Forging a new life together takes time and effort, but the result is worth it

When we talk about marriage as "two becoming one," some couples ask, "Which one?" In reality, most of us want our spouse to be like us, so we try to make them into our image. We believe that our way of thinking or doing things is normal or right. When a couple can get to the place of accepting their individual uniqueness, they are a step closer to becoming one.

So, how do couples become One? To answer this question I find it helpful to consider a principle that Jesus taught: "Where your treasure is, there your heart will be also" (Matthew 6:21). Your treasure is whatever is most important to you--the place where you will spend your greatest amount of time and energy. In God's design for marriage (Genesis 2:24), your priorities are to Him first, and then you spouse.

Changing Allegiance

According to God's design for marriage, the first responsibility of couples is to establish independence from parents. Jesus said, "For this reason a man will leave his father and mother..." (Matthew 19:5). When two people get married, there is a change of allegiance that shifts from parents to spouse. This does not mean you stop caring for your parents. In fact, there may come a time when you assume responsibility for them (1Timothy 5:4-8). But once married, a couple disconnects themselves from their parents' priorities, traditions, rules and influence. Allegiances change. Loyalty now belongs to the spouse.

Partners should not have to compete with parents. Competition puts all kinds of pressure on marriage, making wives feel insecure and husbands inadequate. Just because a couple has moved out of their parent's homes, it doesn't necessarily mean they have left. They may be present with their spouse, but still emotionally tied to their parents. To leave emotionally means no longer relying on parents for major decision-making.

This doesn't mean you stop appreciating valuable input from parents. What it does mean is that, as a married couple, decisions will be made with each other with each other and always with your new relationship in mind. It also means that, disagreements happen, couples stay engaged with each other and the issue, and no one goes running home to Mom or Dad.

There must be a leaving spiritually, intellectually, and financially. Individuals who have ridden on the coattails of their parents' spiritual experience must establish themselves spiritually. Those who have been used to being told what to think and when to think must learn to trust their own judgment. And those relying on parents to bail them out of their financial woes must hold down a job and responsibly manage the money coming into the household.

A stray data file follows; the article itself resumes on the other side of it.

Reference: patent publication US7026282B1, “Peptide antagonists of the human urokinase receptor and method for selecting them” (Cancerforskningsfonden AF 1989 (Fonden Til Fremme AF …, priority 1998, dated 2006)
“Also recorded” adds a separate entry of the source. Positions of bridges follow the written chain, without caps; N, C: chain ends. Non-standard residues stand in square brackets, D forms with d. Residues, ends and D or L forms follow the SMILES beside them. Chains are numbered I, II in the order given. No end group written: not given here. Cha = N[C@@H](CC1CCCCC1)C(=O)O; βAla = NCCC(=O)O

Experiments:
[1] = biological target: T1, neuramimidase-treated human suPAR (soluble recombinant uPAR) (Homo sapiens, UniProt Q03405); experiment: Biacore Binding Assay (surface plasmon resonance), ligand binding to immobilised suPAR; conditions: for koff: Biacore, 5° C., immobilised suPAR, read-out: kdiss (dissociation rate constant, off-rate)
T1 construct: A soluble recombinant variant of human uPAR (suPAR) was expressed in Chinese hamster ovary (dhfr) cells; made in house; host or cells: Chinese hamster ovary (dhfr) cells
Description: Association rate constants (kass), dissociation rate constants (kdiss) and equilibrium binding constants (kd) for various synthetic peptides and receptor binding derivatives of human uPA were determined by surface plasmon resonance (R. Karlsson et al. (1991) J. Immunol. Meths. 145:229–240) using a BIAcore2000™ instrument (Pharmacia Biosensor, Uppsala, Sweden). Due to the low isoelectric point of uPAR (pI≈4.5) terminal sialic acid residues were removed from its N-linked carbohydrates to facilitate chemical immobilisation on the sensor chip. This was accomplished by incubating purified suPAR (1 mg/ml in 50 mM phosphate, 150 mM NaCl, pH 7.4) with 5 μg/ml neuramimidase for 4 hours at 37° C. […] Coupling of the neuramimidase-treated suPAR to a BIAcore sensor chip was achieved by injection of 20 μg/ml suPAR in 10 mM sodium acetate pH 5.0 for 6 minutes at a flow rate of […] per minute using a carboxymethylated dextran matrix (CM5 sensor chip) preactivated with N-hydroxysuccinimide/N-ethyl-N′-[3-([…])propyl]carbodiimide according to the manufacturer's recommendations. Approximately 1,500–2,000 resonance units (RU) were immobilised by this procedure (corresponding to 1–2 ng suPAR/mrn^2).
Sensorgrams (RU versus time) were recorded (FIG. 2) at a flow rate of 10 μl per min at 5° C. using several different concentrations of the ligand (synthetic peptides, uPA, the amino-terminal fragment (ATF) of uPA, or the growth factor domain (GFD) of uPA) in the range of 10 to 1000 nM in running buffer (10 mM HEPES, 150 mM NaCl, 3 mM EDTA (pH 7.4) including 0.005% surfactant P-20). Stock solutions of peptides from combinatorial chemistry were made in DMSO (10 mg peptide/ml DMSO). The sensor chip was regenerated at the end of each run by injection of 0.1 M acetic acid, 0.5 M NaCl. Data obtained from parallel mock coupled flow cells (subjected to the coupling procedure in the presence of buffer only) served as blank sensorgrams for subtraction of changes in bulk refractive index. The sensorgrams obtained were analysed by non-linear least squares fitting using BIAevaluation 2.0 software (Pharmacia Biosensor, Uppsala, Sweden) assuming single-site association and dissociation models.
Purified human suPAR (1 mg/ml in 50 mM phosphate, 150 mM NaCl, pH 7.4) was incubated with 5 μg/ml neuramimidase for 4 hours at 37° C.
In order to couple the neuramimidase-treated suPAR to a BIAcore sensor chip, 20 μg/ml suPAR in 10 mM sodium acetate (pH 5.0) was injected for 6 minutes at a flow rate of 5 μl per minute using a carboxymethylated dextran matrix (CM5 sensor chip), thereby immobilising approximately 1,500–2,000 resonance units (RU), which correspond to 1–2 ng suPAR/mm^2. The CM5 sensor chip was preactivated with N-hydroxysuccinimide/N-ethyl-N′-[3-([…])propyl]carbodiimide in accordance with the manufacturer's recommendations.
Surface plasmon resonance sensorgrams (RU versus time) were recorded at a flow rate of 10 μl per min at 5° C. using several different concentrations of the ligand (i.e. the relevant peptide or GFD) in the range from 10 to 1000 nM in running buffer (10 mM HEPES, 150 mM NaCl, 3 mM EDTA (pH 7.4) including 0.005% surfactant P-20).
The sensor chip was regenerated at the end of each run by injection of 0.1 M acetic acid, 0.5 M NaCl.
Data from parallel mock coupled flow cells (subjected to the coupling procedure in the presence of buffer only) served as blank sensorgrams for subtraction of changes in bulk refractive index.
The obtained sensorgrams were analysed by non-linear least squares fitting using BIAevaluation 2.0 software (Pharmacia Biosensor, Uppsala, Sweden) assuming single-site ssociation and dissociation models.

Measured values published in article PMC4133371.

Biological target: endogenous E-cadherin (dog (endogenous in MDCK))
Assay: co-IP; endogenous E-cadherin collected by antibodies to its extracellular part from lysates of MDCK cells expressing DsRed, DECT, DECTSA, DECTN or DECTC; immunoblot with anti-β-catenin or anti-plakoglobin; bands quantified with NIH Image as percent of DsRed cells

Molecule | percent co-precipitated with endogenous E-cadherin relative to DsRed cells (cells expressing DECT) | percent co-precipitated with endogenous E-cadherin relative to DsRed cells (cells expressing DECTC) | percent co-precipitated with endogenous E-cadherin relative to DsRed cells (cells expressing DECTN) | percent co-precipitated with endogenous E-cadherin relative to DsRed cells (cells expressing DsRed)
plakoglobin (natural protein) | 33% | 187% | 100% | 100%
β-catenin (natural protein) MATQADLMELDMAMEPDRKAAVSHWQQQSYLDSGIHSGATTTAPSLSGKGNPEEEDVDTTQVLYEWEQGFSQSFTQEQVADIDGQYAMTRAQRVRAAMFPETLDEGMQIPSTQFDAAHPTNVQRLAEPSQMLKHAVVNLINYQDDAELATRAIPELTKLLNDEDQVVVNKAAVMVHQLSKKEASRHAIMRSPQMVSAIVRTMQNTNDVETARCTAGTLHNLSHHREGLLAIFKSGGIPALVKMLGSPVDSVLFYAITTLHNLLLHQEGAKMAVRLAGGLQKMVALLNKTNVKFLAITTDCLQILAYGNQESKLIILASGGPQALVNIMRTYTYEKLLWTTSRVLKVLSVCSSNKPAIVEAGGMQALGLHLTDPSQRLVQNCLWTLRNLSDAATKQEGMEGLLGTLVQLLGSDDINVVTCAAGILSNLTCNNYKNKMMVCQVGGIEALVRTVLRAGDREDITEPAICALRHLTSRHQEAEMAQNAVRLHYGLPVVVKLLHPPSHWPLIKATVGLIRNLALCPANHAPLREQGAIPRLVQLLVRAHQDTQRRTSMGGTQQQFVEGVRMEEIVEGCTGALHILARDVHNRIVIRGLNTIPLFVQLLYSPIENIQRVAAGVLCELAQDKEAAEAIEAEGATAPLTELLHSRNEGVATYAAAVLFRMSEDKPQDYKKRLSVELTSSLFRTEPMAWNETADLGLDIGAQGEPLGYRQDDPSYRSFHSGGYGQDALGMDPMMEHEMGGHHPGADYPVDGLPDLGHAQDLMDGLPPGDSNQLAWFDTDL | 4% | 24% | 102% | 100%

Letting Go
In addition to letting go of parental ties, this process of "two becoming one" may involve letting go of other things that are less significant-things such as hobbies, sports, friends, advanced education, television, movies, electronic games, computers and music.

One of the biggest concerns can be the job or career. Some individuals are over-involved at work, going in early and coming home late. Often exhausted, they are too tired to give of themselves at home. They are physically present at the dinner table but emotionally unavailable. On the other had, being consumed with work in and around the house can also be a problem. Leave the dishes and spend time connecting! Projects that are forever taking up your time can keep you from investing in your relationship. When we are too tired to give of ourselves at home and to each other, there's a problem.

Couples also need to be careful about looking to their children to meet their emotional needs. If emotional needs are not being met by the spouse, communicate and start and working to improve it.

In the pursuit of becoming one, you are not required to get rid of all the people and things that brought you joy and were part of your life before you were married. But you need to find balance that keeps in line with your new priority. Likewise, the longer you are together, the more you'll be faced with the challenge of making sure you don't get caught up in individual pursuits. Be intentional in making time for each other in the midst of busy and demanding schedules. The Bible says that you are to become one with your spouse and that takes time and energy.


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“I wanted to share with you about one couple that I married and met with using your manual.  The bride to be loved it and studied it in depth.  She realized that she had forgiveness and other issues with her mother.  Both her and the groom were not Christians but were open to scripture and discussion.  It was a wonderful experience to see a couple hungry for answers and healing.  I know that God has anointed you to write this manual.  Thank you for your hard work and obedience.”
- Joyce Jardine, Chaplain, Essex, Ontario

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